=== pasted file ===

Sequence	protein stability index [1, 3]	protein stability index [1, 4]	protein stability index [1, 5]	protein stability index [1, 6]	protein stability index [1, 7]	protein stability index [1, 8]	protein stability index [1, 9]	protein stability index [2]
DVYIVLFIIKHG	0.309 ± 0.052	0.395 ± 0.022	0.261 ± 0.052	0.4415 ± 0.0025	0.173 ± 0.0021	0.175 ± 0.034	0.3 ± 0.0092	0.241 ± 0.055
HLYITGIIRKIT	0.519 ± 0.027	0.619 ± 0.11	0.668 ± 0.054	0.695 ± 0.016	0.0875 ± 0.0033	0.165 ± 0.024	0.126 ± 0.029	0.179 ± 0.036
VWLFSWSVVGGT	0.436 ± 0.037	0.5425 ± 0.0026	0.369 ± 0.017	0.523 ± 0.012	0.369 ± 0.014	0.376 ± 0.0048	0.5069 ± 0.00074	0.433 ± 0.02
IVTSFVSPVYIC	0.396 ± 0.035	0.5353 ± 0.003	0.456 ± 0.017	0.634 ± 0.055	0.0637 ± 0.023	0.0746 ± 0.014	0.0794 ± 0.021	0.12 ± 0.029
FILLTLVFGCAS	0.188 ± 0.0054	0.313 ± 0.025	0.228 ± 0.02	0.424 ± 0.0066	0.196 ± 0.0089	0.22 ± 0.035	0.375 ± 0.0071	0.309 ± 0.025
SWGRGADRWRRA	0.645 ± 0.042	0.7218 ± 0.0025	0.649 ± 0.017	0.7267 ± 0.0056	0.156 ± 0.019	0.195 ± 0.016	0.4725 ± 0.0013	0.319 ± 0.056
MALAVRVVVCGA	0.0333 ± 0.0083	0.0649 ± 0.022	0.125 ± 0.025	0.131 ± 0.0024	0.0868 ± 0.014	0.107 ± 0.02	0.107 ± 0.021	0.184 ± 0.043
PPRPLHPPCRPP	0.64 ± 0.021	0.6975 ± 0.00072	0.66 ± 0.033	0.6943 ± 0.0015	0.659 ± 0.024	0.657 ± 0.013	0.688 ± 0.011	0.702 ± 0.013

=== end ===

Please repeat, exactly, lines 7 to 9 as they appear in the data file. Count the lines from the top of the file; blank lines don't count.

SWGRGADRWRRA	0.645 ± 0.042	0.7218 ± 0.0025	0.649 ± 0.017	0.7267 ± 0.0056	0.156 ± 0.019	0.195 ± 0.016	0.4725 ± 0.0013	0.319 ± 0.056
MALAVRVVVCGA	0.0333 ± 0.0083	0.0649 ± 0.022	0.125 ± 0.025	0.131 ± 0.0024	0.0868 ± 0.014	0.107 ± 0.02	0.107 ± 0.021	0.184 ± 0.043
PPRPLHPPCRPP	0.64 ± 0.021	0.6975 ± 0.00072	0.66 ± 0.033	0.6943 ± 0.0015	0.659 ± 0.024	0.657 ± 0.013	0.688 ± 0.011	0.702 ± 0.013